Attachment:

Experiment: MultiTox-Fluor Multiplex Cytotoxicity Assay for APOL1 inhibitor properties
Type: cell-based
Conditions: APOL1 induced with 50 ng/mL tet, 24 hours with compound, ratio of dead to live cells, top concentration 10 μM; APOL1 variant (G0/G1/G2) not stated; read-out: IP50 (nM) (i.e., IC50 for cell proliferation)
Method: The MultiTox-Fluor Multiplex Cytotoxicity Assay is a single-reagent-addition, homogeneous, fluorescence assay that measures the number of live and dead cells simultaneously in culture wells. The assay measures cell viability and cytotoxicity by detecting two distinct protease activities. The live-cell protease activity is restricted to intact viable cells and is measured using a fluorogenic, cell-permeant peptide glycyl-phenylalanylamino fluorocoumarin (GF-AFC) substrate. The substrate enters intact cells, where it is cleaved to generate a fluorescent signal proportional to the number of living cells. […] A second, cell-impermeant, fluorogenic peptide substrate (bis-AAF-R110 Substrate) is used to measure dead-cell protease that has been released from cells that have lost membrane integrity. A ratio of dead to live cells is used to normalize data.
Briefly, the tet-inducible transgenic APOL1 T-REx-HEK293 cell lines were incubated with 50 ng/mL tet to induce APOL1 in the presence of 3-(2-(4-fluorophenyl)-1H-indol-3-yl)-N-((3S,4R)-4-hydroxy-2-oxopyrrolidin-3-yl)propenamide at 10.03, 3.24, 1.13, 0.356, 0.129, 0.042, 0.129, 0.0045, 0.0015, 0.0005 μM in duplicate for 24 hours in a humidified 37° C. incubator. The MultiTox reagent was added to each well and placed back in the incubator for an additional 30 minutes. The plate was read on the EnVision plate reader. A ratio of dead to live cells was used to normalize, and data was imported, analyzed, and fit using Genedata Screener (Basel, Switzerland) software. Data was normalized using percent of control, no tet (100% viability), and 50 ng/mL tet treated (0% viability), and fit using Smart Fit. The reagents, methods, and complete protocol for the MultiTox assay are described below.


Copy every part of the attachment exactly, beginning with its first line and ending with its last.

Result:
Experiment: MultiTox-Fluor Multiplex Cytotoxicity Assay for APOL1 inhibitor properties
Type: cell-based
Conditions: APOL1 induced with 50 ng/mL tet, 24 hours with compound, ratio of dead to live cells, top concentration 10 μM; APOL1 variant (G0/G1/G2) not stated; read-out: IP50 (nM) (i.e., IC50 for cell proliferation)
Method: The MultiTox-Fluor Multiplex Cytotoxicity Assay is a single-reagent-addition, homogeneous, fluorescence assay that measures the number of live and dead cells simultaneously in culture wells. The assay measures cell viability and cytotoxicity by detecting two distinct protease activities. The live-cell protease activity is restricted to intact viable cells and is measured using a fluorogenic, cell-permeant peptide glycyl-phenylalanylamino fluorocoumarin (GF-AFC) substrate. The substrate enters intact cells, where it is cleaved to generate a fluorescent signal proportional to the number of living cells. […] A second, cell-impermeant, fluorogenic peptide substrate (bis-AAF-R110 Substrate) is used to measure dead-cell protease that has been released from cells that have lost membrane integrity. A ratio of dead to live cells is used to normalize data.
Briefly, the tet-inducible transgenic APOL1 T-REx-HEK293 cell lines were incubated with 50 ng/mL tet to induce APOL1 in the presence of 3-(2-(4-fluorophenyl)-1H-indol-3-yl)-N-((3S,4R)-4-hydroxy-2-oxopyrrolidin-3-yl)propenamide at 10.03, 3.24, 1.13, 0.356, 0.129, 0.042, 0.129, 0.0045, 0.0015, 0.0005 μM in duplicate for 24 hours in a humidified 37° C. incubator. The MultiTox reagent was added to each well and placed back in the incubator for an additional 30 minutes. The plate was read on the EnVision plate reader. A ratio of dead to live cells was used to normalize, and data was imported, analyzed, and fit using Genedata Screener (Basel, Switzerland) software. Data was normalized using percent of control, no tet (100% viability), and 50 ng/mL tet treated (0% viability), and fit using Smart Fit. The reagents, methods, and complete protocol for the MultiTox assay are described below.